Friday was a busy day at work catching up on all the things that had accumulated in my inbox while I was away, along with picking up a quite serious safeguarding concern with a senior officer.  I was only too glad to be able to pack up at the end of the day and head home.  That evening was a Big Sing event with my choir where about 250 participants from across the 5 choirs our leader oversees met in one large room in a small assembly hall complex.  Whilst the sound we made was amazing, the PA had to be a bit louder than usual and the chatter of everyone around prior to starting was a bit much, so I put my earplugs in until my usual companions from my choir arrived and sat near me.  I also got to disclose my Autism diagnosis to two of my three usual companions, as an opportunity has not easily presented itself since we started up again in September and I wasn’t quite sure how to share it.  [Coincidentally, I saw this blog, Coming Out Autistic, posted today by Anonymously Autistic which I will also separately address in another post soon.]  I got home much later than expected because the northbound motorway was shut and taking the parallel-running A-road took about 20 minutes longer, thanks to the increased lorry traffic.  I went to bed and fell asleep pretty much straight away.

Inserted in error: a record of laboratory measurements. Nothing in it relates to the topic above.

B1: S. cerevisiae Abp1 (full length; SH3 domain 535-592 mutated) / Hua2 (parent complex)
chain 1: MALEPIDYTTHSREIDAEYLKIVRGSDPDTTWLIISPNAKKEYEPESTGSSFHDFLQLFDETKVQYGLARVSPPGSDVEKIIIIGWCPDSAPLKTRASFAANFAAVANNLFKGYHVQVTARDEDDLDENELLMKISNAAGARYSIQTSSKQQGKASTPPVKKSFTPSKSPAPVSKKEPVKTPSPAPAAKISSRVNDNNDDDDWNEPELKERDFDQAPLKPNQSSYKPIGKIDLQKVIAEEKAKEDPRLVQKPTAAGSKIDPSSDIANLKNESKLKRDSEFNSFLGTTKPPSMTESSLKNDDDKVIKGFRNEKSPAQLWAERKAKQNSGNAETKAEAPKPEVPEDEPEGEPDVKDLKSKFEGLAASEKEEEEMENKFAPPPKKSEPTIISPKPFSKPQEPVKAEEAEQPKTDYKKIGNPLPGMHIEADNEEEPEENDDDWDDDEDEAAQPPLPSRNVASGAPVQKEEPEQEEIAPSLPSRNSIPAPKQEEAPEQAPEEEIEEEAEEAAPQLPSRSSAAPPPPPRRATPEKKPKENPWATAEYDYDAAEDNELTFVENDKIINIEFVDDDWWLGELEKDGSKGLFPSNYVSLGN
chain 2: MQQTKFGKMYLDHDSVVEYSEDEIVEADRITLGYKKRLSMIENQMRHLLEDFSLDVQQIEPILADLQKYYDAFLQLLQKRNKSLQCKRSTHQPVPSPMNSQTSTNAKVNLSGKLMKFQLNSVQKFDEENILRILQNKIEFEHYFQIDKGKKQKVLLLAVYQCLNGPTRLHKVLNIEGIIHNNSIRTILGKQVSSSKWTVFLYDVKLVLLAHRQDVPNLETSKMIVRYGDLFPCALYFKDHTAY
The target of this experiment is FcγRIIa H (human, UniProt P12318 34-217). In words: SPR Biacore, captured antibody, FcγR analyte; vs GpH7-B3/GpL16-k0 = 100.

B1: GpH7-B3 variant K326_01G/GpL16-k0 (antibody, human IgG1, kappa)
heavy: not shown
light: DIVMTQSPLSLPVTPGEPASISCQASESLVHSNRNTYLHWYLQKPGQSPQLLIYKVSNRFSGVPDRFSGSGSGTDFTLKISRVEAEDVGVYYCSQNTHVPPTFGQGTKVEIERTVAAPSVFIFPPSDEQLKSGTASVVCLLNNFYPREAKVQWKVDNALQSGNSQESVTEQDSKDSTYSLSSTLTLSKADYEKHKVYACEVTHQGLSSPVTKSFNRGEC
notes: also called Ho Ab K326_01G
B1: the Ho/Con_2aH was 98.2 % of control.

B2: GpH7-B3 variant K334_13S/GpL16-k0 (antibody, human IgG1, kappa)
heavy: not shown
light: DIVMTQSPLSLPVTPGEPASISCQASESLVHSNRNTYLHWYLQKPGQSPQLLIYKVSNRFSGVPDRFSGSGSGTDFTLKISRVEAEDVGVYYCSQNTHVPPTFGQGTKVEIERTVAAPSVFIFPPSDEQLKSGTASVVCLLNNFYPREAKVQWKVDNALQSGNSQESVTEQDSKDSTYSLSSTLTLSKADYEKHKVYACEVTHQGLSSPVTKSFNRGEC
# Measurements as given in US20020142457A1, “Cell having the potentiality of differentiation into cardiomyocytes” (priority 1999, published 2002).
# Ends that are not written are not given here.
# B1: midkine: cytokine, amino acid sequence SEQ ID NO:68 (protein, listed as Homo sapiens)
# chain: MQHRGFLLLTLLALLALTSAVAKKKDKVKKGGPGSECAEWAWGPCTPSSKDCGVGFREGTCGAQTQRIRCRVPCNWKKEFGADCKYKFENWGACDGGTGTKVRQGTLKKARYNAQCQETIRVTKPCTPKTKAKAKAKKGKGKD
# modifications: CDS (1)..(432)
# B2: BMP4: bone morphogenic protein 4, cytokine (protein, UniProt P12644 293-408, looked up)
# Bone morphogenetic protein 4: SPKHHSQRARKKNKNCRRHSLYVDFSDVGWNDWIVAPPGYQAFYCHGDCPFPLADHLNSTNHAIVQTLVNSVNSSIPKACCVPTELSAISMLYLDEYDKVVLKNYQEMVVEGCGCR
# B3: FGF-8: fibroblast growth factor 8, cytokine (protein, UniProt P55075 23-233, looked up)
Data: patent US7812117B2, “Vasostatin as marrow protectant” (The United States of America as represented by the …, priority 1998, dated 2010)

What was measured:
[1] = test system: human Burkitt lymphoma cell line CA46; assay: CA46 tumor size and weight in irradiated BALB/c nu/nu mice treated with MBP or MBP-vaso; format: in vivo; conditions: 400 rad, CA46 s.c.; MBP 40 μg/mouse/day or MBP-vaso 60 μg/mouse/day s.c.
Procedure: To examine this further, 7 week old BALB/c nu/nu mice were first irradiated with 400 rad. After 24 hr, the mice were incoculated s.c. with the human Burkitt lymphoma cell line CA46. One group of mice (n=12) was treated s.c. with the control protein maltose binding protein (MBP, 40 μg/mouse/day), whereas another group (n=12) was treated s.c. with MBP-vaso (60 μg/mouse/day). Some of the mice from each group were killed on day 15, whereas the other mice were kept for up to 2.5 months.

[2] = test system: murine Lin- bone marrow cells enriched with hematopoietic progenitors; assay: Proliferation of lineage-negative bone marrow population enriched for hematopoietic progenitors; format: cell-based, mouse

That brings us to Saturday morning.  Just gone 6:00, I woke up needing the loo and had an absolutely pounding headache – most certainly a migraine.  Did my business and went back into the bedroom, took an Imigran and climbed back into bed to go back to sleep.  Woke up again just gone 9:30, no effect from the Imigran, this time feeling quite nauseated.  Rolled over in bed, nausea got worse – a mad dash to the bathroom to be sick.  I have never had this effect from a migraine before.  Got back into bed and about half an hour or so later, tried rolling over again more gently this time – same again.  Then got myself into a more comfortable stable position where I would try not to move and slept from about 10:10 to 13:40, when Paul came in to see if I wanted lunch and if I was still alive.  My head was still killing me, but I wasn’t hungry.  He offered to bring me a few Pringles to nibble on, which I gratefully accepted, along with my prescription sunglasses (as it was too bright for me to just wear my regular ones without excruciating sensitivity).  After about 10-15 minutes, I thought I’d try going downstairs for a bit, hoping that being vertical and out of the bedroom might help, but I only lasted about 20 minutes before I had to retreat back to bed for another two and a half hours.  By 16:40 when I woke up again, I could not detect a residual headache.  I slowly sat up, fully expecting to be hit with it again, but I wasn’t.  I went downstairs with my regular glasses on and felt – dare I say it – fine.  We managed to keep our plans for the evening with some friends (as I had to postpone my plans with my cousin during the day for obvious reasons) which I was fully expecting to have had to cancel.  After having a bit to eat and a shower, I felt like my usual self again and couldn’t believe I had been laid out by that migraine for so much of the day.